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Link to DOI – https://doi.org/10.1088/1751-8121/abfa45
J. Phys. A: Math. Theor. 54 234001
Single particle tracking allows probing how biomolecules interact physically with their natural environments. A fundamental challenge when analysing recorded single particle trajectories is the inverse problem of inferring the physical model or class of models of the underlying random walks. Reliable inference is made difficult by the inherent stochastic nature of single particle motion, by experimental noise, and by the short duration of most experimental trajectories. Model identification is further complicated by the fact that main physical properties of random walk models are only defined asymptotically, and are thus degenerate for short trajectories.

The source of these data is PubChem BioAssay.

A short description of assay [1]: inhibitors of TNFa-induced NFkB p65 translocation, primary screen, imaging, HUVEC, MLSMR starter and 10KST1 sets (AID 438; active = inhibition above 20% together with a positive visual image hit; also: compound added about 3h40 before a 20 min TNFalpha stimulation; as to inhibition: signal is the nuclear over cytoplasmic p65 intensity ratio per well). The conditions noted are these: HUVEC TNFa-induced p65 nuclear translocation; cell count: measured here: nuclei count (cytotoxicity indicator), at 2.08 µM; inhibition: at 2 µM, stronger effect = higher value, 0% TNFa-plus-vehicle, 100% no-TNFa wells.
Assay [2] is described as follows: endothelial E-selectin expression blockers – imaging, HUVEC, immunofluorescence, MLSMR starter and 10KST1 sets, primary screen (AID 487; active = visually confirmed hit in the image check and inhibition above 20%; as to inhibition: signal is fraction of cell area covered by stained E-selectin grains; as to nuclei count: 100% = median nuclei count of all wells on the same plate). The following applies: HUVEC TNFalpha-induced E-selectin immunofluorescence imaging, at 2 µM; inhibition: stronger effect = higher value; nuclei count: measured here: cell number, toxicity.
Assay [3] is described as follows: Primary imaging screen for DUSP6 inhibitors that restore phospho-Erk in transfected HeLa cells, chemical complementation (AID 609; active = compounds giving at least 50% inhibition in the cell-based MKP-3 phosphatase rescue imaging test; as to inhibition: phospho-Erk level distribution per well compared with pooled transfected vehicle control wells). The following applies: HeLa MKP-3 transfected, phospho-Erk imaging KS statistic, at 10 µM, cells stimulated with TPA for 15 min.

Here, we introduce a new, fast approach to inferring random walk properties based on graph neural networks (GNNs). Our approach consists in associating a vector of features with each observed position, and a sparse graph structure with each observed trajectory. By performing simulation-based supervised learning on this construct, we show that we can reliably learn models of random walks and their anomalous exponents. The method can naturally be applied to trajectories of any length. We show its efficiency in analysing various anomalous random walks of biological relevance that were proposed in the AnDi challenge. We explore how information is encoded in the GNN, and we show that it learns relevant physical features of the random walks. We furthermore evaluate its ability to generalize to types of trajectories not seen during training, and we show that the GNN retains high accuracy even with few parameters. We finally discuss the possibility to leverage these networks to analyse experimental data.